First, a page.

FDA Describes the Process to Develop New Antimicrobial Agents for Food
(Thursday, September 9, 2021)
In an updated guidance document on developing new anti-microbial agents for use in food products, FDA listed the various common questions from developers of such agents with detailed answers to meet regulatory expectations. Emphasis is placed to defining the minimum level of an agent necessary to accomplish the intended action. Anti-microbial agents are considered food additives and need to follow the same application process as any other ingredients added to food products. However, unlike nutritional ingredients anti-microbial agents need to demonstrate identify, targeted microbes, describe conditions for use and any limitations there-on, detailed reports on experiments conducted to evaluate the anti-microbial action, and define recommended use practices. When developing experiments for evaluation, one must simulate intended conditions of use, use appropriate controls and reasonable justification for the target microbes, and consider unintended consequences of adding the anti-microbial agents or radiation exposure to the quality of the food it is subjected to. FDA states that “efficacy data should show a quantifiable reduction of target microbes in the samples treated with the antimicrobial agent when compared to corresponding negative controls (e.g., the treatment absent the active antimicrobial agent) and that the intended use level is the minimum level necessary to achieve such a reduction.” FDA recommends that the developers discuss any proposed experimental protocols with FDA prior to initiating them to ensure FDA acceptance of the resulting data. Nothing in the guidance should be a surprise for experienced microbial researchers. However, having an explicit FDA guidance with the detailed description should help secure management support for the extensive efforts involved in such development.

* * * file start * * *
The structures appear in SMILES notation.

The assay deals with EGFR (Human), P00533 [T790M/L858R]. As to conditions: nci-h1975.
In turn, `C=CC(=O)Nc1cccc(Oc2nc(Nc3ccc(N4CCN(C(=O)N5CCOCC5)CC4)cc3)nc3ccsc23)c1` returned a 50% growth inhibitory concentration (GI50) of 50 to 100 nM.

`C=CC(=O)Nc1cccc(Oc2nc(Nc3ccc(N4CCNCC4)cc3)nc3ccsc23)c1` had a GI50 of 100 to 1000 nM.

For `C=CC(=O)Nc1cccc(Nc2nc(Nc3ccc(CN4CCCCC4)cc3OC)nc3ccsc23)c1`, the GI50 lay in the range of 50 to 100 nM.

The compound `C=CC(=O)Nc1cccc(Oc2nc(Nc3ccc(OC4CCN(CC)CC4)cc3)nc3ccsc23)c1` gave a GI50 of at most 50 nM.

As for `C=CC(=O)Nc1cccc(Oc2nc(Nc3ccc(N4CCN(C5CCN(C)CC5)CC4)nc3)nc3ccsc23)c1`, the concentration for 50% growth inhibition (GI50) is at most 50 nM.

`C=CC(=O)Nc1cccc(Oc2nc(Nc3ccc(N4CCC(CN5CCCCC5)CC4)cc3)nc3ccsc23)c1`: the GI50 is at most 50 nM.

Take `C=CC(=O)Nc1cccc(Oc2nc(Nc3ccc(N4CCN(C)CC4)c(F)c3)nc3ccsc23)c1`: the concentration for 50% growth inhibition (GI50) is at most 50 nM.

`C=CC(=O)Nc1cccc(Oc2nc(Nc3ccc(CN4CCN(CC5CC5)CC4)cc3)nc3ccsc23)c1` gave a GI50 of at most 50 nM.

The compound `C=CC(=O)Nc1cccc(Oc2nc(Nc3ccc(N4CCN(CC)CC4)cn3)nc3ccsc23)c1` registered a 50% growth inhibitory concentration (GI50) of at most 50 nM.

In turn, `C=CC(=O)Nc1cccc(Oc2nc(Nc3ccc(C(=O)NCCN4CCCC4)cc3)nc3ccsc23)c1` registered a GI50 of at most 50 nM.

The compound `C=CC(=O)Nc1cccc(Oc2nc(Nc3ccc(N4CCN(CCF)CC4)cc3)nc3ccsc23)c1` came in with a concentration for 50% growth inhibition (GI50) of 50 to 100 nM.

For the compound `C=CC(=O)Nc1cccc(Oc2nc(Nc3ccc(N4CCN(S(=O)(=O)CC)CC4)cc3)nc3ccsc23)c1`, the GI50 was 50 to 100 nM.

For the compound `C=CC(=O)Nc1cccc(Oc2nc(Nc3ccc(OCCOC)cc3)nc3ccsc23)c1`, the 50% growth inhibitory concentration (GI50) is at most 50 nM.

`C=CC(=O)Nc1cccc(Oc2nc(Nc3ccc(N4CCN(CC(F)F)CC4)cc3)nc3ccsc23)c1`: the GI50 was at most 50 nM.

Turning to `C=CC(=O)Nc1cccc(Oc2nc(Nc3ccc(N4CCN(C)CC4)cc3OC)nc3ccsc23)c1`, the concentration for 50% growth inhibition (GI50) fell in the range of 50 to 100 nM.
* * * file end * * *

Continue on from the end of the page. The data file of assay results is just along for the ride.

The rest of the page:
Dr. Mukesh Kumar
Founder & CEO, FDAMap
Linkedin: Mukesh Kumar, PhD, RAC